“The solo was, and is, from some other world” notes Fripp. “Technically, the right hand could only have been developed by someone familiar with the banjo. My connection to this was through Don Strike (his old guitar tutor in Bournemouth). Other references would include Sonny Sharrock (notably with Herbie Mann) and the idea of Peter Townshend’s flailing. And maybe a subversion/perversion of early Scotty Moore, with echo delay, at the Sun sessions. But none of this seems relevant somehow. Late at night, faced with a solo to be played, for which there was no solo available, something happened: a young guitar player was confronted by necessity. And then something remarkable happened…”


There are many stand-out moments on this curiously schizophrenic album; Formentera Lady’s laid-back sunny dreamscapes (Peter Sinfield’s lyrics inspired by his recent holidays in the Balearic islands); the free-jazz tussle within The Letters’ chilling melodrama; the skewed, mutant blues guitar licks and raucous sax of Ladies of the Road; the genteel classic music climes of Song of the Gulls; the emotional reverie of the title track.  


If Lizard represented a wild party between rock the UK jazz scene, Islands was more akin to a gentle gathering.  Though he’s woefully under used on Formentera Lady, Harry Miller was one of the most gifted bassists of his generation who at the time of this recording was founding his own independent record label, Ogun. Along with Keith Tippett’s delicate additions on the title track comes his cornet player, Mark Charig, whose free-flowing cornet playing (backed by Fripp’s folksy harmonium) lends a poignant warmth to the stirring coda.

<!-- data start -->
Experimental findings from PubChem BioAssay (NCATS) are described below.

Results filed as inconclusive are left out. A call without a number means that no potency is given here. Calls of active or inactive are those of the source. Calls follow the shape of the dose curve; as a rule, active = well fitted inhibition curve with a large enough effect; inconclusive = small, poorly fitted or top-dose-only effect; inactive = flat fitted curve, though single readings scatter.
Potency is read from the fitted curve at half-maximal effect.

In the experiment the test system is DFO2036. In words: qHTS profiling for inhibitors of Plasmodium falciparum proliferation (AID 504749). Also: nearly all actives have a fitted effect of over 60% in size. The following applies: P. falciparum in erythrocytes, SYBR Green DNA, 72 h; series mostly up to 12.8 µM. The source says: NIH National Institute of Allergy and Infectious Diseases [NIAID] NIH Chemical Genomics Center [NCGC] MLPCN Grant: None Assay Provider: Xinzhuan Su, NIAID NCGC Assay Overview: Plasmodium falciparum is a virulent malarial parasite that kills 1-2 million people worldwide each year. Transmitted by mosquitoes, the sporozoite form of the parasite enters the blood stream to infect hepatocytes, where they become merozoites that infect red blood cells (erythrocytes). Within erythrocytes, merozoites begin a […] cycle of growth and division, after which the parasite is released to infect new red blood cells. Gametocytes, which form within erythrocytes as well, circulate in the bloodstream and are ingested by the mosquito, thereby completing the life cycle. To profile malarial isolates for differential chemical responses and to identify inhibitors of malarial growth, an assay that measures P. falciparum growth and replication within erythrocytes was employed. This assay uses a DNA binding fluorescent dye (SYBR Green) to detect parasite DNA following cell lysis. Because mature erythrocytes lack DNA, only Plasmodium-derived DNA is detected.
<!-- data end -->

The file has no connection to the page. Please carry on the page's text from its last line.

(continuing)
However, it’s the Sailor’s Tale which arguably overshadows everything here. The solo makes a break with the symphonic and jazz-inspired leanings of previous albums, clawing its way into a spikier, fractious metal-edged territory. It’s the sound of Fripp hammering out a new map of where he wanted to explore next.   


When it came to remixing for stereo and 5.1 from Islands multi-track tapes in 2009 and 2010, Steven Wilson found that although there were limitations with the way some of the acoustic instruments had been recorded, he was nevertheless impressed by the vitality of some of the sounds captured and the performances therein.


“Ladies of the Road is fantastically recorded. That bass drum when it comes in is great - you can hear the whole skin rattling and I love that!” Wilson is also fond of the guitar solo on that track. “It’s almost like a complete negation and contradiction of everything that guitar players are supposed to do. It’s primitive in the sense that it has nothing about it that a) you could associate with the standard blues scales which most guitarists were using at the time, and b) there’s nothing about it which is traditional musicianship. It’s almost like a primal scream of a solo; almost child-like.


I always thought of Lizard and Islands as being of a pair in a way but when you sit down and start working with the tapes, you realise they are completely different things, mainly because of the economy and the space in the recording of Islands. It has a quite, stately beauty and elegance about it that you do appreciate the more you hear it.


With Islands you’ve got the two tracks at either end of the record which are very spacious and jazz-like, and then you’ve got probably the most macho thing King Crimson ever did in the middle of the record followed by an orchestral piece! It’s possibly the most diverse record they ever made.”


Sid Smith, March 2010

Taken for the 40th anniversary edition